Defending from the front
As the defensive midfielder of the team, Davis drops deep to provide a screen for his fellow centre-backs. The circumstances in which Davis will press in the final third involve the second phase of direct set-pieces shown below.
Above, Davis positions himself on the edge of the box as a set-piece is whipped in. The opposing defence heads the ball out and Davis immediately presses the ball carrier. At this point, Davis springs a press, forcing the ball carrier to relinquish the ball. It’s in these moments in which we see some of Davis’s greatest attributes. They include the ability to win the ball back without going to ground and then being able to fire the ball back into the box with precision.
Defending the final third
As a defensive midfielder, Davis’ role also includes marking the opposition’s attacking midfield. If the opponent plays without an attacking midfielder, Davis will block the passing lane into the striker. He will also cover the space between the penalty spot and the edge of the box.
In the example above, Davis’ hard-working mentality enables him to remain tight to his opposite number. Note how his position permits him to see both the ball and the man he’s marking. Davis pursues the central runner and can make a challenge should it be passed in this direction.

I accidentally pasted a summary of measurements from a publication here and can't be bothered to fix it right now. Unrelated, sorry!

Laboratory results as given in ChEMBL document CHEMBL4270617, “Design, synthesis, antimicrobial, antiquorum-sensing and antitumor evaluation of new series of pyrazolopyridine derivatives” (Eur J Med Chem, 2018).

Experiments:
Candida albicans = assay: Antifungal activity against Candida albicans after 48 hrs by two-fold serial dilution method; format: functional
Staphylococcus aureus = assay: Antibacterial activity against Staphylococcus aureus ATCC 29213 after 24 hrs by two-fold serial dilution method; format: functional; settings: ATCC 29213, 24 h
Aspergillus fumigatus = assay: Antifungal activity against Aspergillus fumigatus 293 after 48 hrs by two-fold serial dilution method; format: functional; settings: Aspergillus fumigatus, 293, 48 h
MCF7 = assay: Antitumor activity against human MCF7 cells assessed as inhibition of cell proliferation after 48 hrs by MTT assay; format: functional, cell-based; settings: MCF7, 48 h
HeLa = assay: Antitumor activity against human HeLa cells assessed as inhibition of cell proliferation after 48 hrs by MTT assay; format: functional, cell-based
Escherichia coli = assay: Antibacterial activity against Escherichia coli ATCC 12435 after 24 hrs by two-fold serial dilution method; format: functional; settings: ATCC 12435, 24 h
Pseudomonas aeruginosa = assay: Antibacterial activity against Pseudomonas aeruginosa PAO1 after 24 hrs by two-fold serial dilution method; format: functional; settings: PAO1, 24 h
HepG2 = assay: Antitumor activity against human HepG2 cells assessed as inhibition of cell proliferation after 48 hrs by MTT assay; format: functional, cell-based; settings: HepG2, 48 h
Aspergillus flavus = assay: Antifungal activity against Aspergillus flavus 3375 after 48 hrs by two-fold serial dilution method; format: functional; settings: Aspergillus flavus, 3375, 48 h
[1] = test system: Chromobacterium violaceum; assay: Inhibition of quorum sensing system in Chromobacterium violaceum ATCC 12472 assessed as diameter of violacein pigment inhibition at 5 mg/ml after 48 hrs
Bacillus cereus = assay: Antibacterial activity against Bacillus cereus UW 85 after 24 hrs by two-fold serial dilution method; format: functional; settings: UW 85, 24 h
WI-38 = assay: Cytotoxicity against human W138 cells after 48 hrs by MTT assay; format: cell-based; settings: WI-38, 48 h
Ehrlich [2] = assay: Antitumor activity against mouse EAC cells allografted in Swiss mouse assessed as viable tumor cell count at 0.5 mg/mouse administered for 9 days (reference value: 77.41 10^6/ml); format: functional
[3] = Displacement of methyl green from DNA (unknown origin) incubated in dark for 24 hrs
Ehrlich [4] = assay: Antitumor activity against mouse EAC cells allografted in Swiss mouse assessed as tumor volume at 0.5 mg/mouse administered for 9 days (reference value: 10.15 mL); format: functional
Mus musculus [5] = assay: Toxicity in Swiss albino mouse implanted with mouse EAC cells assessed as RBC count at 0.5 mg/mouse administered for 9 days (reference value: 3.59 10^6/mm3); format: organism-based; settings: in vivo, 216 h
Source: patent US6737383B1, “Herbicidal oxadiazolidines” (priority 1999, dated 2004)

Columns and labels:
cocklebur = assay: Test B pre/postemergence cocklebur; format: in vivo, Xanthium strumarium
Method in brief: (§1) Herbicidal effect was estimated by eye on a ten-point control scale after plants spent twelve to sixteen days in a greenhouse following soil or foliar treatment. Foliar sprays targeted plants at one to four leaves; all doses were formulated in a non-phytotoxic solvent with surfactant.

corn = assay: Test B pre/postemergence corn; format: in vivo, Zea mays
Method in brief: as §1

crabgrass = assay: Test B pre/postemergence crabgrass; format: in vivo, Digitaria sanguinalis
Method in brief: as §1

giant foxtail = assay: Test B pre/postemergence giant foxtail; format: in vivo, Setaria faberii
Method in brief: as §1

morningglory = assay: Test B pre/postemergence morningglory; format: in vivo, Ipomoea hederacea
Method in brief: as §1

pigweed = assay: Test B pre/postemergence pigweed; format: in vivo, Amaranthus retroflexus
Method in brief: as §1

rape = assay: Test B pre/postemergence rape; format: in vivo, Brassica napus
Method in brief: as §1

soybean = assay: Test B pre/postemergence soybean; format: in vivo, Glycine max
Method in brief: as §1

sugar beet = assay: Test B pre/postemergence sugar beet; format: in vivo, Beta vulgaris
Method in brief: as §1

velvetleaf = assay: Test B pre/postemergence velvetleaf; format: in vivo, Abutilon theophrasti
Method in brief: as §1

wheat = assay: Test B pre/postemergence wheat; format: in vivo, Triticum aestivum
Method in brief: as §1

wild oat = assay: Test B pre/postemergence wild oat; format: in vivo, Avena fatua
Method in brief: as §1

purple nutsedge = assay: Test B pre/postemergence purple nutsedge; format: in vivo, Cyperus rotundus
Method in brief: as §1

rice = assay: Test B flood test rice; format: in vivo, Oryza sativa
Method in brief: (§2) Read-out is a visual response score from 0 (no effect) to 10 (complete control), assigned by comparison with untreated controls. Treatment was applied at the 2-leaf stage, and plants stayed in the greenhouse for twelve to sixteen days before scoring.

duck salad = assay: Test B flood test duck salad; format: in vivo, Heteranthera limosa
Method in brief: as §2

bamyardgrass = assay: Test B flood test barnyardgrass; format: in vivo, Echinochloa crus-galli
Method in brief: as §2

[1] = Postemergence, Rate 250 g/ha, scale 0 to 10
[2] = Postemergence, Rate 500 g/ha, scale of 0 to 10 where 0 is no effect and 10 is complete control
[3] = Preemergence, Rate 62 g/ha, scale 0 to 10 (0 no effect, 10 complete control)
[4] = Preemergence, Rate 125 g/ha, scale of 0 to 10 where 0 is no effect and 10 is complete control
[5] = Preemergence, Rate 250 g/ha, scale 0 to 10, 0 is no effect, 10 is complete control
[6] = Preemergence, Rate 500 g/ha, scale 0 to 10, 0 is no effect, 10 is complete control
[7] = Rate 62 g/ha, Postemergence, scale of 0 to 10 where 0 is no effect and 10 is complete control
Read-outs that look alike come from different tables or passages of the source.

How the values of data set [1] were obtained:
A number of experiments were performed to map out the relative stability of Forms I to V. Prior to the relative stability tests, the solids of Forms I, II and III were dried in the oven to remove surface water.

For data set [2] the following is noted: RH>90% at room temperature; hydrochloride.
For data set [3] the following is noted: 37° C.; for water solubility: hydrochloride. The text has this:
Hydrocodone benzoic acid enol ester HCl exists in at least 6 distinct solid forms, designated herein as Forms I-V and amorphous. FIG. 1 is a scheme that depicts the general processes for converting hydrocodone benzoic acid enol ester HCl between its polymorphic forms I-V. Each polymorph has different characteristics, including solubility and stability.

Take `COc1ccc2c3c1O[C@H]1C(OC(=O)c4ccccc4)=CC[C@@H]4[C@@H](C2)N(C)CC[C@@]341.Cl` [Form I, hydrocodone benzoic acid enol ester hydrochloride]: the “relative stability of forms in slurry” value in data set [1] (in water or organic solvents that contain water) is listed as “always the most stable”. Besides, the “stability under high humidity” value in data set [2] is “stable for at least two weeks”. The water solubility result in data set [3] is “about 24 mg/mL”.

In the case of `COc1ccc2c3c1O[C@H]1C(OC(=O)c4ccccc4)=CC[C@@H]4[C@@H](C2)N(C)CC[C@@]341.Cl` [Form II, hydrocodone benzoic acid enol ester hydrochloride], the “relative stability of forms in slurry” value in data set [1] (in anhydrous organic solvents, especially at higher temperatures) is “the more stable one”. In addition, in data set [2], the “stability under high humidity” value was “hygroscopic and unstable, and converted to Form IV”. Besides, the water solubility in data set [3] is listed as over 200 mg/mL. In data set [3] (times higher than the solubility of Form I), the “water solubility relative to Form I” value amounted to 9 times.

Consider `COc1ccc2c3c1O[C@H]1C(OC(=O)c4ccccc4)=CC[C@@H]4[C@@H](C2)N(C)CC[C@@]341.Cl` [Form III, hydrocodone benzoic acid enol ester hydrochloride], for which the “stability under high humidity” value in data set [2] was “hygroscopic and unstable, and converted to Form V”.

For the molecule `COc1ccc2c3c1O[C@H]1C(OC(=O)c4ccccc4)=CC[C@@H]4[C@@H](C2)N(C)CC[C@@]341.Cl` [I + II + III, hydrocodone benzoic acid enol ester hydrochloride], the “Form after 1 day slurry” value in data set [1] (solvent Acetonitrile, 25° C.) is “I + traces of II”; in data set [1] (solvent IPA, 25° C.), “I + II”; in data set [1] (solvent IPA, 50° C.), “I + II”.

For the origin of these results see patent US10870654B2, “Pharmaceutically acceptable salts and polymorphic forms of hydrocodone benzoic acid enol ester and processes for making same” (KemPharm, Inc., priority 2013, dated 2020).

Failure to track his man or get on the wrong side could leave his centre-back exposed to a one on one situation. By doing so, he’s forced the opposition wide as seen above.
See above the position Davis takes up in his box. At 35, Davis consistently treks back and marks the space in and around the penalty area. Moreover, he’s composed and disciplined in the defensive third, and his experience means he can instruct his teammates. In a scenario where the ball enters the box, Davis instinctively deals with it without a second thought.
Alternatively, when a player carries the ball into the box, Davis presses without diving in or going to ground. And finally, Davis makes sure to get himself between the ball and his marker. As a result, he always has a chance of intercepting the pass.
This season, Davis has evolved his game by becoming a holding centre midfielder that controls possession under immense pressure for Rangers. His role also requires him to progress the ball out from the back and towards the wings.
In the final third, Davis can still penetrate defensive lines with his passing. However, he is instructed to sit further back, recovering possession outside of the opposition’s box before distributing it back into the channels.
Out of possession, Davis works relentlessly to organise the midfield and protect his defensive line.
As a result of Davis’ commitment, professionalism and passion to play 90 minutes every week, he’s been able to maintain his appearances in a long and fruitful season.